Our six-year-old Chesapeake Bay Retriever, Killian, was recently diagnosed with colitis. I am so worried about my sweet 110-pound puppy dog. Could you please give us information on treating it?
We addressed this question to Dr. Russell Swift, a veterinarian from Tamarac, Florida. Dr. Swift utilizes homeopathy and herbs in his practice, and takes a special interest in nutrition and formulation of nutritional supplements.
Conventional medical practitioners use the word colitis to indicate inflammation of the colon (the large intestine), as opposed to inflammation of the small intestine or the stomach.
One of the large intestine’s most important roles is to absorb water. If the colon is not functioning properly, a lot of water is left in the stool; that’s diarrhea. There are many different types of diarrhea, and, unpleasant as it may be to contemplate, the characteristics of the diarrhea help us identify which part of the dog’s digestive system is not working properly.
An individual with inflammation of the colon would have frequent diarrhea, with the dog experiencing great urgency to defecate; he may have difficulty “holding it in.” In contrast, a dog with irritation of the small intestine usually produces diarrhea that is not as frequent and is more easily held in and controlled. Very frequent diarrhea and accidents in the house usually indicate large intestine irritation.
The other big difference between colitis and irritation of the small intestine is that, since most of the digestion and absorption of nutrients occurs before the food gets to the colon, few dogs with colitis suffer weight loss; they have absorbed most of the nutrients already in the small intestine.
Dogs with colitis are often treated for colitis pharmaceutically, with drugs that will stop the diarrhea. But anything that is solely designed to stop the diarrhea is just suppressing a symptom. Most people feel that if the diarrhea goes away, the problem is solved. But the problem is NOT solved; the dog simply no longer has the ability to express its health problem in that way. The question that must be asked is, “Why does the dog have diarrhea?” It’s important to recognize that you can also palliate or mask symptoms without drugs. If you add psyllium or a lot of high-fiber carbohydrates into the food, you may be able to stop the diarrhea. But by suppressing or palliating symptoms – even with “natural” remedies – over a long period, the underlying condition will likely get worse and the dog may develop far more serious symptoms later in life. If you must give the dog something that is really not a natural component of a dog’s diet in order to keep the bowel function properly, you’re just masking. Use of psyllium or marshmallow root for a short time (to give the dog temporary relief) can be useful as long as you keep this in mind.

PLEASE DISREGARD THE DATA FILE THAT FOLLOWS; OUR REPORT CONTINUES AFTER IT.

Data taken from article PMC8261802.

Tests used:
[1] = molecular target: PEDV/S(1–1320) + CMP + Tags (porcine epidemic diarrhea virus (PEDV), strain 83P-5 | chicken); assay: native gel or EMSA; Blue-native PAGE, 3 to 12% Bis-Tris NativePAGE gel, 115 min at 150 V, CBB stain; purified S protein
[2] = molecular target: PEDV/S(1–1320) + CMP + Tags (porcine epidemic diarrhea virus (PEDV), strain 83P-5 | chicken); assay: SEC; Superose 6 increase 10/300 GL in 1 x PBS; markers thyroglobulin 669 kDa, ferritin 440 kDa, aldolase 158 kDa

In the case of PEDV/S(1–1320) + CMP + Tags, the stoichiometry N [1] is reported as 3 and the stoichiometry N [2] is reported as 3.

Colitis can be caused by nutritional deficiencies or it may be a symptom of underlying chronic disease. I usually use a three-step approach to treating a dog with colitis.
Usually, the first thing I recommend for a dog with chronic colitis is to eliminate any external toxins on his body and in his environment: flea sprays, flea dips, carpet cleaning chemicals, ant sprays, etc. Also, if the dog is taking any medications, I’d like to look at the possibility that some of them can be reduced or eliminated, depending on the medication. Of course, this has to be done with proper guidance and supervision of an experienced veterinarian who understands what you are trying to do; not all veterinarians will!
Next, I look for nutritional deficiencies. Diet is the most important factor you can address. If you have an individual that is essentially healthy and you give him the wrong food, it’s like taking a car with an engine that’s in perfectly good shape and putting in the wrong fuel; it will develop symptoms of something not functioning properly. On the other hand, if there is something wrong with the engine AND you’re putting in the wrong fuel, you’ll see all kinds of problems that may well confound diagnosis. Say you’ve got a problem with the electrical system and you’ve got the wrong fuel. When you add the right fuel, the problems will shift so that you can detect and address the symptoms of the chronic problem – the electrical system.
The diet that I recommend for most dogs, but especially for dogs with colitis, would be a raw food, carbohydrate-free (personally, I do not use grains in my dog food recipe) diet, supplemented adequately with probiotic bacteria and digestive enzymes. (See Dr. Swift’s recipe for a homemade diet, above.) If the diarrhea was mild, I would try that for four to six weeks. If the diarrhea was very severe, you should consult a holistic veterinarian. If the symptoms do not improve significantly with the diet changes, it is an indication that the dog has an underlying imbalance. I would recommend classical homeopathy in an effort to find a remedy that would get to the deeper problem – whether it’s a vaccine-related problem, an emotional problem, an inherited tendency, or anything else.
Don’t dismiss the notion that an emotional problem could be contributing to the colitis. The digestive tract can indicate how well an individual is “digesting” life in an emotional sense. In this model, the colon has to do with getting rid of emotional waste. I’ve seen some cases in which an emotional issue seemed to be contributing to the dog’s colitis, and in most cases, this was treated successfully with a classical homeopathic approach.